Passover began at sundown last night, an annual reminder to Jews around the world of the sacrifices their ancestors made in their quest for freedom from slavery in Egypt thousands of years ago. Passover brings yet another struggle to the forefront each year, as well: what to serve for dessert?
The ban on leavened foods such as yeast breads (or any grain product that isn’t fully cooked within 18 minutes of contact with water, so as to avoid rising) means a lot of favorite desserts are suddenly out of the running for inclusion in the Seder menu, the traditional feast commemorating the Jews’ exodus from Egypt. Many Jews include rice, corn, peanuts, and beans on that list just to be safe–they’re also used in breads. Fleeing from the pharaoh’s army, the Hebrews didn’t have time to let their bread rise before they left; they certainly didn’t have time to bake a cake.
Consequently, Jewish cooks have been pretty inventive in their use of matzo, the flat, crisp–and bland–unleavened bread eaten during the Passover celebration. Ground, it’s used as a thickener, or as a coating for fried foods. Whole, it’s used in everything from a form of French toast called matzo brei to a snack cracker. Here, it’s dessert.
This is not a simple dessert but it’s celebratory and does bring together some nice symbolic aspects of the Passover celebration. Matzo is, literally, the foundation while strawberries represent the first fruits of spring. Dark chocolate adds a slightly bitter note to the flavor over all. The matzo, which forms the structure of the timbales, will need to be baked twice.
Chocolate strawberry timbales
4 pieces of unsalted matzo (one piece is back-up) 2 cups orange juice 3 cups strawberries, hulled and quartered ½ cup sugar ¼ teaspoon cardamom ½ teaspoon vanilla Zest from half an orange 8 ounces dark chocolate (80 percent cocoa if you like your chocolate bitter) 2 tablespoons pareve margarine or shortening Powdered sugar
Special tools you’ll need: four 6-ounce custard cups or timbales, a double boiler, a pastry brush, parchment paper, and a 4-inch pastry cutter.
Preheat oven to 375 degrees.
• Combine prepared strawberries with sugar, cardamom, vanilla, and orange zest. Give the mixture a few thorough stirs and set aside.
• Place the matzo in a baking dish just large enough to hold them stacked on top of one another, and then pour the orange juice over them. Make sure each piece of matzo is doused in juice. Let them soak long enough to become malleable but not soggy, anywhere from five to 10 minutes. If you let the matzo get soggy, you’ll curse yourself for having attempted this recipe.
• While the matzo is soaking, grease the custard cups with the margarine or shortening.
• Carefully remove the matzo from the orange juice (a wide spatula is helpful here), and cut two of the pieces into quarters.
• Using the pastry cutter, cut four circles from the third piece of matzo, and lay them on a baking sheet lined with parchment paper.
• Press two of each of the matzo quarters into the greased custard cups, overlapping them as needed. Trim the overhang so that the edges of the matzo align as neatly as possible with the edges of the cup.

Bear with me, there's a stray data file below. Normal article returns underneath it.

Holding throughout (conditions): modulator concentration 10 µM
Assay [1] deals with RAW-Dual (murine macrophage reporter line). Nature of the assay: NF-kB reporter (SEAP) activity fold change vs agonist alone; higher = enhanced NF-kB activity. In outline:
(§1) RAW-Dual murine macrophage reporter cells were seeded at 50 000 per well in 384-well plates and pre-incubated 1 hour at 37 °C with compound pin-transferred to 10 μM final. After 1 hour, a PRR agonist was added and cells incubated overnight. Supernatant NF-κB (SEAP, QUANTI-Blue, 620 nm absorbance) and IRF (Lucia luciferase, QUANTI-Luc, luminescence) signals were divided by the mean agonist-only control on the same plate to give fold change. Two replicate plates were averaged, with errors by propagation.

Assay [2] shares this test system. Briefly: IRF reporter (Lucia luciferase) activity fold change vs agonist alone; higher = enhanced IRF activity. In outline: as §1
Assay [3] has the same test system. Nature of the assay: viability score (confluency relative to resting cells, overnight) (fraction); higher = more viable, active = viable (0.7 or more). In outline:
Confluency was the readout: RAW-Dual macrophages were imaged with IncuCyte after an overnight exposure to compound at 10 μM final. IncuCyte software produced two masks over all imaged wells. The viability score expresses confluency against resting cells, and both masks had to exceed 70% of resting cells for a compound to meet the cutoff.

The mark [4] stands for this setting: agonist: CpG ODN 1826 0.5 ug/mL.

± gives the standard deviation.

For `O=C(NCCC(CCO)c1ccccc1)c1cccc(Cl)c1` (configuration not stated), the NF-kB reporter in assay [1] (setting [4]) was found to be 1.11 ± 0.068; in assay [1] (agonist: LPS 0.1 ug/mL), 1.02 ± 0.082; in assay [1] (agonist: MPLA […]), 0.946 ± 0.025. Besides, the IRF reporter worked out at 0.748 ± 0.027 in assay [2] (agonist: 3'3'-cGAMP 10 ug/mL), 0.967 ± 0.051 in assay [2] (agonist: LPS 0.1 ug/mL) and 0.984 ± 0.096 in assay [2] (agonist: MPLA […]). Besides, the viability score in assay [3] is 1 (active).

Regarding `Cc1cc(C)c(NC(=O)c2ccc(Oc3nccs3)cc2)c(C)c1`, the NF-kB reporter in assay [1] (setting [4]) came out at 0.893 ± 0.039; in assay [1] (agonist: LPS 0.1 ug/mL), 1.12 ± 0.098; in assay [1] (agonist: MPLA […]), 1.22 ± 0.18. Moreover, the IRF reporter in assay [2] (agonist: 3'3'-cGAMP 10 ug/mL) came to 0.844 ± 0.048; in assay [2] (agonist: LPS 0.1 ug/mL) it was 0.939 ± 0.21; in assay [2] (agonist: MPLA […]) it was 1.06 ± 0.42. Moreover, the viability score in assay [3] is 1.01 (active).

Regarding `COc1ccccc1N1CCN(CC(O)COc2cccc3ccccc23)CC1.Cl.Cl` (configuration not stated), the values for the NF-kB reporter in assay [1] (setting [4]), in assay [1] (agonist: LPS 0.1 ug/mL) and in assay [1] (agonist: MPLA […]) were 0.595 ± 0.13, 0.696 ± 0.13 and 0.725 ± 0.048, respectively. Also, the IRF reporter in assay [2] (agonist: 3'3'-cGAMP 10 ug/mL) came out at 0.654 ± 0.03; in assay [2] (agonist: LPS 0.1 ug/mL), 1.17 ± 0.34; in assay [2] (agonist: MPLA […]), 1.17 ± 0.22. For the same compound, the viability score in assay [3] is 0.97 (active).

• Place the custard cups and the matzo circles in the oven. Note: the custard cups will need to bake for about 30 minutes for the first go-around. The circles, however, will bake very quickly, and should be removed after about 10 to 12 minutes, when they’re crisp. You may also need to loosely cover the cups with aluminum foil after about 15 minutes to keep the edges from burning.
• Remove the custard cups and let them cool for half an hour. When they are cool, ease the matzo cups gently from the containers. They’re still soft at this point and you’ll probably need a knife to separate the matzo from the sides of the cups. When you’ve done that, tip the cups over and jiggle them gently until the matzo separates from the bottom and comes out.
• Place the matzo cups, bottoms up, back on the baking sheet and return them to the oven for another 15 minutes, or until they’re crisp. Remove from the oven and let cool, completely, again.
• In the double boiler (or, barring that, in a stainless steel bowl placed over a sauce pan of boiling water) melt the chocolate.
• Brush the melted chocolate over the outsides of the matzo cups, and on both the top and underside of the circles. Coat them thoroughly. Place them on waxed paper or a plastic wrapped plate and then put them into the freezer for about 15 minutes or until the chocolate is hardened. You’ll have chocolate leftover in the double boiler. Don’t eat it; you’ll need it.
• When the chocolate on the matzo cups has hardened and can be handled without smearing all over your fingers, fill each of the cups with the macerated strawberries, draining off as much of the juice as possible.
• Place a matzo circle over the open end of each cup and then, using the leftover melted chocolate, glue them into place, sealing the strawberries inside. If you have gaps between the circles and the cups that can’t be completely sealed with the chocolate, don’t worry.
• Return the cups to the freezer for another 10 to 15 minutes, allowing the chocolate glue to harden. If you had gaps in the seal between the cups and the circles, gently tip the timbales over so that the excess moisture drains out.
• Plate each timbale flat side down, garnish with leftovers from the strawberry/sugar mixture, and then sprinkle with powdered sugar.
Photo by Eric Burkett© Food Safety News